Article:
Kids like my son are growing up watching queer characters on cartoon shows, and they are better for it

A few months ago, my son pleaded with me to watch a show called The Owl House with him. The Disney animated series stars a young Dominican-American girl named Luz who finds herself in a magical realm and winds up becoming a witch’s apprentice. Right off the bat, I was excited to dive in thanks to the subject matter (magic! witches!) and the fact that the lead was a Latina like me.

But then I found that there was another form of representation I was seeing onscreen. Like me, Luz was queer. And other characters were, too! That’s when I began to notice a trend in children’s cartoons, including many of the ones my son watches; something I hope is here to stay: LGBTQ+ characters are becoming the norm in kids’ cartoons. Frankly, it’s about time.



When I was a kid, we had a few “suspected” queer cartoon characters on television. Miss Frizzle from the Magic School Bus, for one. Every lead kid on Pepper Ann, for another. Then some characters were queer but weren’t allowed to be out yet—at least not on American television. Specifically, I’m talking about Sailor Moon. It took years before I found out that two of the villains in season one were a gay couple because the U.S. dub changed the gender and pronouns of one of the men so they might appear as a heterosexual couple. The U.S. dub also waited a long while before releasing episodes with lesbian couple Sailor Uranus and Sailor Neptune and then depicted them as, er, very close cousins.

It would be over a decade from the time I realized I was queer until I finally began to see openly out characters on screen. Why all the fuss? Well, there are still a lot of folks who remain as homophobic, transphobic, and otherwise anti-queer as ever. In 2017, conservative group One Million Moms made a fuss over the inclusion of two moms in a Doc McStuffins episode. Three years later, the same group decided to protest the addition of gay dads in the modern remake of DuckTales. And just this month, conservative commentators were clutching their pearls at Scooby Doo’s Velma finally getting a queer storyline (as if we hadn’t always suspected). And despite queer representation being at an all-time high on television, there are still frequent efforts by pundits, legislators, and others with entirely too much time on their hands to put an end to this.

Despite the hand-wringing about queer cartoon characters on kid’s TV, it’s important to recognize this kind of representation can be life-altering if not life-saving. Being a queer child, tween, or teen growing up in a world that often doesn’t accept or include you—much less celebrate you—can be extremely difficult, isolating, and even dangerous.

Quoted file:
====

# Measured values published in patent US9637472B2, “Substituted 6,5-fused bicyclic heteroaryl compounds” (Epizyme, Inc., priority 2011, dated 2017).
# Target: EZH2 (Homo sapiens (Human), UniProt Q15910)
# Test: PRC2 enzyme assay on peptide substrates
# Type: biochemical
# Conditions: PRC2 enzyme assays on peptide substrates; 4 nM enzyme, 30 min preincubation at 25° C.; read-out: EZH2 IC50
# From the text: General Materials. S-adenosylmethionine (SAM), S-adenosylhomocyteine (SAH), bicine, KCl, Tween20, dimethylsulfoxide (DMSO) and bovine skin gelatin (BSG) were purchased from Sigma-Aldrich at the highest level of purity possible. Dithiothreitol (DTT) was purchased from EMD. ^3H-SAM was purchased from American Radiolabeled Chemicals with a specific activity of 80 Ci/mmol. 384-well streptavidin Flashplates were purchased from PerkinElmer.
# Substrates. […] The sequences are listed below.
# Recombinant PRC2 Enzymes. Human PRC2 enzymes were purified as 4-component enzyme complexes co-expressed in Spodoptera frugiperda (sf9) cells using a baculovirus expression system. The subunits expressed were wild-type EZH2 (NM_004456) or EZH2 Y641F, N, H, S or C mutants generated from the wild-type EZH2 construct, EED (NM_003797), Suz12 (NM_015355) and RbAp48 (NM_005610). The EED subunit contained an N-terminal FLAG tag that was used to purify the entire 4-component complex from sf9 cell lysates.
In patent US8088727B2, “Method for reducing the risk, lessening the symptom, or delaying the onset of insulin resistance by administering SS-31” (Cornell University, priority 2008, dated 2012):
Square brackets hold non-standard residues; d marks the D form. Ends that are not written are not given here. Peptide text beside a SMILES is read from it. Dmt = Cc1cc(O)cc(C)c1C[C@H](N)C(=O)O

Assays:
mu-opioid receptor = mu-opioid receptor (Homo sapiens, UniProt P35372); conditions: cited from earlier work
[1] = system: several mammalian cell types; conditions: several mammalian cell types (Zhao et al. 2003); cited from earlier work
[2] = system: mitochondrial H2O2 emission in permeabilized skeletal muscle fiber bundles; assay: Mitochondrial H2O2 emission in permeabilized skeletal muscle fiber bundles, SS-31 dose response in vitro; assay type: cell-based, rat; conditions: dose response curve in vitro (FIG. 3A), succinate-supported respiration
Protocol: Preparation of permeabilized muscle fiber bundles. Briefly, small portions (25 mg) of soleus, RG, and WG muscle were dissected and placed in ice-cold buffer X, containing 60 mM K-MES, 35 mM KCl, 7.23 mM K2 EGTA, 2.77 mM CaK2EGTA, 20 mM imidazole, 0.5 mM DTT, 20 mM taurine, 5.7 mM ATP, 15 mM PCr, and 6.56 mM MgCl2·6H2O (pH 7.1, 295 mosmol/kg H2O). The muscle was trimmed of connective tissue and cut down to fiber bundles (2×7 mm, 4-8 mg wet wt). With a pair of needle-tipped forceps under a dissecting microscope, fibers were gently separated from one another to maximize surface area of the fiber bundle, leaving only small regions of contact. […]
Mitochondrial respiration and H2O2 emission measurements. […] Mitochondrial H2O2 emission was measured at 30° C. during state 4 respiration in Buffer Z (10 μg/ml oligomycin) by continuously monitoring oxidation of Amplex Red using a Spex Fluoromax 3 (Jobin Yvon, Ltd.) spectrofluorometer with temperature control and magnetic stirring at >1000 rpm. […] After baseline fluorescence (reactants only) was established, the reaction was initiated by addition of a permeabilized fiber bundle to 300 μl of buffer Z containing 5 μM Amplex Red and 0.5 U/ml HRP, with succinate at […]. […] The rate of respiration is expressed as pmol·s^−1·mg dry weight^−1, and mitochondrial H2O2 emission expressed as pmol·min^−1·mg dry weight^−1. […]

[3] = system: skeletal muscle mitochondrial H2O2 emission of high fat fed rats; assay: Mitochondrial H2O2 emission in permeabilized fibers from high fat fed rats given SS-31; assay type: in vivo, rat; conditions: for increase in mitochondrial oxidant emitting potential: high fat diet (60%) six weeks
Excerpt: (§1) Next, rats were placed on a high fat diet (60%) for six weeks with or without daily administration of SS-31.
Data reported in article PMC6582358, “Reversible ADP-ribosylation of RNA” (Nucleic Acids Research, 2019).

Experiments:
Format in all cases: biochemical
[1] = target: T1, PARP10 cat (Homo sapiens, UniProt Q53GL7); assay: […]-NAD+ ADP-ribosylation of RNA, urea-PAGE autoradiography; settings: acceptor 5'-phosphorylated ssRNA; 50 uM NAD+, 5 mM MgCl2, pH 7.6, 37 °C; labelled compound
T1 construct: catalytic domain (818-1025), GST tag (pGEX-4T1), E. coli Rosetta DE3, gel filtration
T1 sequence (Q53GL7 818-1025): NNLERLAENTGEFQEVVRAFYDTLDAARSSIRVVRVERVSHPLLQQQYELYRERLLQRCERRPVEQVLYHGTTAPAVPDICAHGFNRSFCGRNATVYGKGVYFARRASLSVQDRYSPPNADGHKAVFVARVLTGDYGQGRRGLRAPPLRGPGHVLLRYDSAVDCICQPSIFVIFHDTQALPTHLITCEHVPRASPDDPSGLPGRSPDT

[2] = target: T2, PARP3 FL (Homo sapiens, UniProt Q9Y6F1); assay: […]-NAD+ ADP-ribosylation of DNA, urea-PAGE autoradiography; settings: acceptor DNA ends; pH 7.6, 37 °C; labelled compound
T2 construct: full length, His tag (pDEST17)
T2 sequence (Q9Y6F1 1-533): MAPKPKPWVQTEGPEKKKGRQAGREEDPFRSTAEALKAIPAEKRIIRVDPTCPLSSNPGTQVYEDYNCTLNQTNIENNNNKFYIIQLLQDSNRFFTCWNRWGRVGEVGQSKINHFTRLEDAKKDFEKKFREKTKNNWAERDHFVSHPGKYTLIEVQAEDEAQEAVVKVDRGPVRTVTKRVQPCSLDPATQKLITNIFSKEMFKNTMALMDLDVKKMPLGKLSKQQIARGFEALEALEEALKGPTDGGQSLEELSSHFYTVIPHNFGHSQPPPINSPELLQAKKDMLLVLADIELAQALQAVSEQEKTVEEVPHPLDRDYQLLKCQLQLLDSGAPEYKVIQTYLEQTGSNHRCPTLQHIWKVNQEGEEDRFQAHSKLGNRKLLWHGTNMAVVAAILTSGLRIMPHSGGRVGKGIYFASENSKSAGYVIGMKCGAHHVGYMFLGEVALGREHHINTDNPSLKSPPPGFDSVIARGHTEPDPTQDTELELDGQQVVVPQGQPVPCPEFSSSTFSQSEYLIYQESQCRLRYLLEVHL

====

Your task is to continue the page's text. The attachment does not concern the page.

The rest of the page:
Netflix © 2022

According to the Trevor Project, nearly half of all LGBTQ+ youth seriously contemplated attempting suicide in the past year, and 14% actually attempted to end their lives. I know I contemplated it often in my early teen years, in part thanks to anti-queer harassment I endured in school and a lack of support at home. But those who felt they had a lot of support at home reported attempting suicide at less than half the same rate as those who only had low or moderate support. And while watching cartoons with queer characters isn’t going to change everyone’s mind, inclusion and positive representation do make an impact on how people perceive LGBTQ+ people in real life.

“I want my daughter to see her real world reflected in her shows and movies,” says Jillian Bishop of New Hampshire. Her six-year-old daughter watches Jurassic World: Camp Cretaceous, another show my son also watches, and which features a queer couple. “Seeing different types of relationships just makes sense since it's the world we live in, and it lets her know these relationships are absolutely ok, healthy, and acceptable.”

Meg St. Esprit, a writer and mother of four in Pittsburgh, says her multiracial family enjoys watching shows like Steven Universe because they find all representation to be important and seek out diversity beyond what directly affects them.

“At this point, none of the six of us in our household identify as queer, but many friends and family members do. It’s vital our kids see these people are valuable and worthy of respect and rights,” St. Esprit says. “Kids learn through imagination and play, so shows with queer characters are much more effective than me just talking at my kids.”

While I felt practically invisible growing up as a queer young girl, my son frequently sees queer and trans characters on his screen shown in a positive light. Moreover, most of them exist in a world where they are simply accepted for who they are. He’s growing up with shows like She-Ra and the Princess of Power, Gravity Falls, Adventure Time, The Loud House, and so many others where diversity is celebrated and accepted.

Plus, because we’ve always normalized LGBTQ+ people, he’s growing up accepting of others no matter their gender or orientation and accepting of himself and whoever he grows up to be. As for me, in watching these shows with my son, I’m doing a lot of healing of my inner child, something nine-year-old me would’ve never even dreamed of.

Your daily dose of joy and connection
Get the Tinybeans app